Wednesday, November 30, 2011

A Slave in the White House by Elizabeth Dowling Taylor

This book will unfortunately have limited appeal because of its scholarly approach and necessary supposition of much of Paul Jennings' life. I received it from Amazon Vine.

He was born at Montpelier, James and Dolley Madison's home in Virginia. His mother was Dolley's maid and Paul was mullato so he was raised in the house as Dolley's son's "boy." As Payne Todd's constant companion, Paul was present during his sessions with his tutor. Later, as Madison's valet and doorman, he was present during political discussions and long talks about running the agricultural affairs of Montpelier. No surprise, then that he learned to read and write, and that he was more sophisticated and gentlemanly than many slaves.

During the War of 1812, Paul was instrumental in saving the large portrait of George Washington as the British approached, intent on burning the White House. Master and Mistress both trusted Paul implicitly.

However, he remained a slave until Dolley Madison was in deep financial trouble living as a widow in Washington. He had met Daniel Webster, who was known to purchase the freedom of slaves and let them work off the purchase price in his household, perhaps one of the reasons Webster was always broke. By the time Webster bought his freedom, Paul was a middle-aged married man with children.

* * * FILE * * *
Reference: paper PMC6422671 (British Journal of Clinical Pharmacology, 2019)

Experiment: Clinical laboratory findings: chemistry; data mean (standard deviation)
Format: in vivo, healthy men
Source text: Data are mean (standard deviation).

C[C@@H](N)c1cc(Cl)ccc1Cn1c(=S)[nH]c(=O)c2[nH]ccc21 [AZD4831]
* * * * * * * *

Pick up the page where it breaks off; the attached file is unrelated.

Because of Paul's position in life, author Elizabeth Dowling Taylor was forced to make too many assumptions about who he met, where he was at any specific time, what he may have overheard, and who his slave associates were. She does use any documentation she has found in her career as a curator and researcher, and there is more than usual for a slave, but still one tires of "he might have" and "probably."

I was quite interested in learning more about Dolley Madison and about President Madison's views on slavery, as well as the life of a slave in a president's house. As I don't mind scholarly works, I did enjoy this book and I believe the author knows as much as one can know about her subject. One just needs to realize what type of book this represents.


  1. The subject matter sounds fascinating but they book probably wouldn't appeal to me since it's so scholarly.

  2. Oh, so glad you read this for me! Because I hate books that are full of "he might have" and "probably." That was my main beef with Cleopatra. It sounds to me like this was a good magazine article that somebody decided could be stretched out into a book!

  3. I think it sounds fascinating. I am currently having trouble deciding what to read next, just can't decide what to go for so am re-reading R J Ellory's The Anniversary Man until I decide. Have you read any of his? He's from the UK but you'd swear he was American because of the settings he uses and also the style of his writing, he must do so much research... Very, very good writer.